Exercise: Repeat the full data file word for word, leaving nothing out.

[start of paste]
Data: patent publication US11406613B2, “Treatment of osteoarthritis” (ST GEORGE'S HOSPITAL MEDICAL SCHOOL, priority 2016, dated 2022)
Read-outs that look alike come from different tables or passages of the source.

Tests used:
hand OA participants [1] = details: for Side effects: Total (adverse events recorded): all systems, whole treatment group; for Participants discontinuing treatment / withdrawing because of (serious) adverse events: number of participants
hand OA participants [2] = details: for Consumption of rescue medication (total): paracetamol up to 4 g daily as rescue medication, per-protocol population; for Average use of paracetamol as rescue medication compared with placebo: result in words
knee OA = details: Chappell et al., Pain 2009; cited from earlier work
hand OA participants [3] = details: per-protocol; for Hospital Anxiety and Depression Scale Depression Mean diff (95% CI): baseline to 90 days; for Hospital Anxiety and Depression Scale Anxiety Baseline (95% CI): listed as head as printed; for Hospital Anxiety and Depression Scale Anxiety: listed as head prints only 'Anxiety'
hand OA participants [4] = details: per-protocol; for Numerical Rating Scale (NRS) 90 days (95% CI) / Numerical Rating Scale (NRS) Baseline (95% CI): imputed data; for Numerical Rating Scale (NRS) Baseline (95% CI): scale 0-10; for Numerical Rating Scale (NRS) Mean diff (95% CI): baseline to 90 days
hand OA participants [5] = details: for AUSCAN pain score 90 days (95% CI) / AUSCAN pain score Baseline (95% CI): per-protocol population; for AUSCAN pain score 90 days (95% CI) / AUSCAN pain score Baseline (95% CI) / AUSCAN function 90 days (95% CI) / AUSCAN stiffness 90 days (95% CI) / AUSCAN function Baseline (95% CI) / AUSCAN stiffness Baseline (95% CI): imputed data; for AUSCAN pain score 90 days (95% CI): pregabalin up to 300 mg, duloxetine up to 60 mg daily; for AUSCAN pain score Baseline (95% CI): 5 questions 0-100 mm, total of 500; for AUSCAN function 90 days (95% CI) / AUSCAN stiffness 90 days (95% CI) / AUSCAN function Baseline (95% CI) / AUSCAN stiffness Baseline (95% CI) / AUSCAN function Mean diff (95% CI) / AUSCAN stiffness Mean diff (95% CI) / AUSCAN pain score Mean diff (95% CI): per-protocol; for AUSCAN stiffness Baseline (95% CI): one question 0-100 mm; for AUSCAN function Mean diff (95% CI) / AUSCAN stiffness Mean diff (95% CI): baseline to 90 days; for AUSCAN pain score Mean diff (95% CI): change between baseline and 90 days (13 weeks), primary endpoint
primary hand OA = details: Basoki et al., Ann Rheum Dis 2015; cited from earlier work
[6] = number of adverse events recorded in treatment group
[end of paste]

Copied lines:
Data: patent publication US11406613B2, “Treatment of osteoarthritis” (ST GEORGE'S HOSPITAL MEDICAL SCHOOL, priority 2016, dated 2022)
Read-outs that look alike come from different tables or passages of the source.

Tests used:
hand OA participants [1] = details: for Side effects: Total (adverse events recorded): all systems, whole treatment group; for Participants discontinuing treatment / withdrawing because of (serious) adverse events: number of participants
hand OA participants [2] = details: for Consumption of rescue medication (total): paracetamol up to 4 g daily as rescue medication, per-protocol population; for Average use of paracetamol as rescue medication compared with placebo: result in words
knee OA = details: Chappell et al., Pain 2009; cited from earlier work
hand OA participants [3] = details: per-protocol; for Hospital Anxiety and Depression Scale Depression Mean diff (95% CI): baseline to 90 days; for Hospital Anxiety and Depression Scale Anxiety Baseline (95% CI): listed as head as printed; for Hospital Anxiety and Depression Scale Anxiety: listed as head prints only 'Anxiety'
hand OA participants [4] = details: per-protocol; for Numerical Rating Scale (NRS) 90 days (95% CI) / Numerical Rating Scale (NRS) Baseline (95% CI): imputed data; for Numerical Rating Scale (NRS) Baseline (95% CI): scale 0-10; for Numerical Rating Scale (NRS) Mean diff (95% CI): baseline to 90 days
hand OA participants [5] = details: for AUSCAN pain score 90 days (95% CI) / AUSCAN pain score Baseline (95% CI): per-protocol population; for AUSCAN pain score 90 days (95% CI) / AUSCAN pain score Baseline (95% CI) / AUSCAN function 90 days (95% CI) / AUSCAN stiffness 90 days (95% CI) / AUSCAN function Baseline (95% CI) / AUSCAN stiffness Baseline (95% CI): imputed data; for AUSCAN pain score 90 days (95% CI): pregabalin up to 300 mg, duloxetine up to 60 mg daily; for AUSCAN pain score Baseline (95% CI): 5 questions 0-100 mm, total of 500; for AUSCAN function 90 days (95% CI) / AUSCAN stiffness 90 days (95% CI) / AUSCAN function Baseline (95% CI) / AUSCAN stiffness Baseline (95% CI) / AUSCAN function Mean diff (95% CI) / AUSCAN stiffness Mean diff (95% CI) / AUSCAN pain score Mean diff (95% CI): per-protocol; for AUSCAN stiffness Baseline (95% CI): one question 0-100 mm; for AUSCAN function Mean diff (95% CI) / AUSCAN stiffness Mean diff (95% CI): baseline to 90 days; for AUSCAN pain score Mean diff (95% CI): change between baseline and 90 days (13 weeks), primary endpoint
primary hand OA = details: Basoki et al., Ann Rheum Dis 2015; cited from earlier work
[6] = number of adverse events recorded in treatment group